With 10 seconds on the clock and Kentucky trailing South Carolina by a point, Rajon Rondo got the inbounds pass and charged upcourt.
With a highly stressed Rupp Arena crowd on its feet, Rondo veered from the center of the court to the left side, where it looked like he would execute a dribble handoff with teammate Ramel Bradley. On the other side of the court, clutch shooter Patrick Sparks was curling to the top of the key for what looked like an open shot.
Rondo ignored both options. Instead, he kept his dribble alive, spun away from his defender in front of the Kentucky bench and let fly with a 3-pointer.
This was not what coach Tubby Smith had drawn up in the timeout huddle just seconds earlier -- Rondo completely disregarded it. And in the end, it did not matter. The notoriously sketchy outside shooter swished the sucker with a second left for the win.
That moment from January 2006 pretty well summed up the Rondo-Smith relationship for two rocky seasons in Lexington, Ky. Smith couldn't control his talented-but-headstrong point guard. He couldn't win without him, either.
This was the classic bad fit -- talented coach and talented player who probably would have been better off without each other.
It was not a toxic relationship -- just not a fully cohesive one. Their inability to bring out the best in each other hurt both parties in the long run. It helped push Rondo out of the top 20 picks in the '06 NBA draft, and it helped push Smith to flee a Cadillac job for Minnesota a year later.
"I think coach Smith is a hell of a coach," said Doug Bibby, Rondo's coach at Louisville Eastern High School and a strong influence in his life. "Coach Smith and Rajon have a great relationship. They still talk.
"But coach Smith had his style of play. It's a great style of play, but it just wasn't the best style for Rajon."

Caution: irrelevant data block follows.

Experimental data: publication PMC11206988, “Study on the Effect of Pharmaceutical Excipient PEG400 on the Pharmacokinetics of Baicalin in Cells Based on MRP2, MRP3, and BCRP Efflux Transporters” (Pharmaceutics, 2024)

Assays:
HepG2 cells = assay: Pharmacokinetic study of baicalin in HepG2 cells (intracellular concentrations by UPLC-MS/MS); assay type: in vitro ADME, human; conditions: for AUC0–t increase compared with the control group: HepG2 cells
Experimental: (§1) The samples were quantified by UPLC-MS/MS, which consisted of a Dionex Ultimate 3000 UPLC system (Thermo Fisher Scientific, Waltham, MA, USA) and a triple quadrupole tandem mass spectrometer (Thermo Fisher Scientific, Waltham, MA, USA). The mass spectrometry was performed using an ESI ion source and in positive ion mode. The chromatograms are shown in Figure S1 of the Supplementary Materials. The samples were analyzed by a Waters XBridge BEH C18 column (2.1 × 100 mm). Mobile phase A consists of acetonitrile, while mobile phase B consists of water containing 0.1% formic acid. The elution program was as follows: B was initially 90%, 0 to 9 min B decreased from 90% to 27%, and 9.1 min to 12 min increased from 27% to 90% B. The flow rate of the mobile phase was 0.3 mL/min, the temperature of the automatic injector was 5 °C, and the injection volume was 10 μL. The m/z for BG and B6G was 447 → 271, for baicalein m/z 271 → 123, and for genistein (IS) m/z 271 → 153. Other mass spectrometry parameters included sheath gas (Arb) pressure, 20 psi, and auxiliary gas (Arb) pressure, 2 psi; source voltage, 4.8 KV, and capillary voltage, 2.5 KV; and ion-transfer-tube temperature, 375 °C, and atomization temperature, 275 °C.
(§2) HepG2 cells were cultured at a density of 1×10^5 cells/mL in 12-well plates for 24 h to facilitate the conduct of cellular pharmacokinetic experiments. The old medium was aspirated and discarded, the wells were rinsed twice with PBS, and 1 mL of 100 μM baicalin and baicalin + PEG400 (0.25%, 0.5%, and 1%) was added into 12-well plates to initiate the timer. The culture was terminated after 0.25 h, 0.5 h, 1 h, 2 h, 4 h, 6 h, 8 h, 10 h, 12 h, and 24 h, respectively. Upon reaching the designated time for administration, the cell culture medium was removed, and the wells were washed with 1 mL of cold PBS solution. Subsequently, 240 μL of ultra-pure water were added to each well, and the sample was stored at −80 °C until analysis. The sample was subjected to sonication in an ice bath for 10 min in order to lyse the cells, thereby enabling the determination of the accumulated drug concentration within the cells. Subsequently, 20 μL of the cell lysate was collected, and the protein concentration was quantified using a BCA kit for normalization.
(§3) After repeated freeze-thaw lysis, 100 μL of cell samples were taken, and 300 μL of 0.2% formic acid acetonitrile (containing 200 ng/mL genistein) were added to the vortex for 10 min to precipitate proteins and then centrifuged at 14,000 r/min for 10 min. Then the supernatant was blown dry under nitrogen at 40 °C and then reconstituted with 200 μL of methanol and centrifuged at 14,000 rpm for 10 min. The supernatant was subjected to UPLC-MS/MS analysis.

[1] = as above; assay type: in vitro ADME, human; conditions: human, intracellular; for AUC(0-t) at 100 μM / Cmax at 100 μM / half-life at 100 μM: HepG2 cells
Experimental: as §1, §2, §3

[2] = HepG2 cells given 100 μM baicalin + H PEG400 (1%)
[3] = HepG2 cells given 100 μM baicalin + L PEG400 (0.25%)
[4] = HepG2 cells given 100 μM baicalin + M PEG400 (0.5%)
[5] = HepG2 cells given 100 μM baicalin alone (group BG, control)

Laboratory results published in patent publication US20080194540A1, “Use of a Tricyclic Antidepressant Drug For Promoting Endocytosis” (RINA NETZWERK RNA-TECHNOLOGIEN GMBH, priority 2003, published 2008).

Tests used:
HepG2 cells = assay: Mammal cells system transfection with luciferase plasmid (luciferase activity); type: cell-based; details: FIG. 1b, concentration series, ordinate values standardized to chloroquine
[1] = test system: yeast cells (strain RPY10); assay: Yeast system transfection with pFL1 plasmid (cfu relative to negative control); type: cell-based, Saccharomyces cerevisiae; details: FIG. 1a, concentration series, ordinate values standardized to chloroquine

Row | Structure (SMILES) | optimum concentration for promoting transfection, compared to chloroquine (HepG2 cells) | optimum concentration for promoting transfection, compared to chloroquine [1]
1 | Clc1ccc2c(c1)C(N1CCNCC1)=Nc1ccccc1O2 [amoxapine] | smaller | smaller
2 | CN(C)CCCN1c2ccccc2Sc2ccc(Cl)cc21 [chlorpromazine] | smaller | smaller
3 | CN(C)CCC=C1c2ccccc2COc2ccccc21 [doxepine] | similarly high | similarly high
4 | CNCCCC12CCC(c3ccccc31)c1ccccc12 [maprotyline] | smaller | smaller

TubbyBall was a deliberate, half-court production that worked inside-out. The pace was controlled, and the post players were always the first offensive option.
Tethering the fast, fearless, improvisational Rondo to that system was similar to latching a thoroughbred to a harness buggy. It handcuffed some of his greatest gifts.
And as every coach who has ever tried to guide Rondo knows, you must convince him that your way is better than his way before he buys in.
"Rajon is very confident in who he is," his older brother Will said. "Tubby Smith was a very experienced coach, with a set way of doing things. Communication had to be key. They had to grow and learn with each other."
This was an ongoing process across Rondo's two-year tenure at the school. There were repeated spats and makeup sessions between the two.
After Kentucky was blistered by Indiana in December of Rondo's freshman year, the point guard declared the Wildcats had "ego problems." Smith then had a 45-minute meeting with Rondo to emphasize his leadership role, and Rondo responded with a brilliant performance against hated rival Louisville a week later.
The roller coaster continued -- great games followed by shaky games followed by statewide speculation about the happiness quotient of the point guard.
For a time, Smith actually brought his future NBA star off the bench in favor of dependable -- and highly unathletic -- upperclassman Brandon Stockton. At least Stockton could be trusted to run Smith's offense, no matter how unspectacularly.
"The years at Kentucky were great," Bibby said. "The crowd, the atmosphere and all the demands of UK basketball prepared Rajon for the pros. But he was a little bit confused in his role."
The problem with this two-steps-forward-one-step-back progression was that the coach and star player at Kentucky were on the clock. At all times. There was no time allotted for a gradually evolving relationship.
Rondo was part of a hugely touted 2004 recruiting class that was supposed to return the Wildcats to the summit of college basketball, and it didn't work out that way.
When Smith signed Rondo and fellow prep All-Americans Joe Crawford and Randolph Morris in the spring of '04, Kentucky fans rejoiced. At least, they declared, this No. 1-ranked recruiting class will get us back to the Final Four for the first time since Smith's debut season in 1998.
From that moment on, Smith's fate at Kentucky was tied to that class. And when the Wildcats failed to make the Final Four in 2004-05, then lost a ghastly (by Kentucky standards) 12 games the following season, it was time for Rondo and his coach to part ways.
Rondo declared for the draft. He was looking out for his own future, but at the same time all but dooming Smith's future in Lexington.
There was no way the Wildcats would be national-championship-good without him. But he would prove to be world-championship-good without the Wildcats.
Pat Forde is a senior writer for ESPN.com. He can be reached at ESPN4D@aol.com.